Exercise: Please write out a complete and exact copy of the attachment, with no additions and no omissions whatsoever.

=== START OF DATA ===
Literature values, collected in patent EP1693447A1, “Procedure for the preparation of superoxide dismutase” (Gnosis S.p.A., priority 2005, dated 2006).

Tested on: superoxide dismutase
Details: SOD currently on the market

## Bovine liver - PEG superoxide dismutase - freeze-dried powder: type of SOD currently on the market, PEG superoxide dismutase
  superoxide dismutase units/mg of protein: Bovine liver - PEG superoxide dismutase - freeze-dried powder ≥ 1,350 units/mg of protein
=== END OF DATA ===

Literature values, collected in patent EP1693447A1, “Procedure for the preparation of superoxide dismutase” (Gnosis S.p.A., priority 2005, dated 2006).

Tested on: superoxide dismutase
Details: SOD currently on the market

## Bovine liver - PEG superoxide dismutase - freeze-dried powder: type of SOD currently on the market, PEG superoxide dismutase
  superoxide dismutase units/mg of protein: Bovine liver - PEG superoxide dismutase - freeze-dried powder ≥ 1,350 units/mg of protein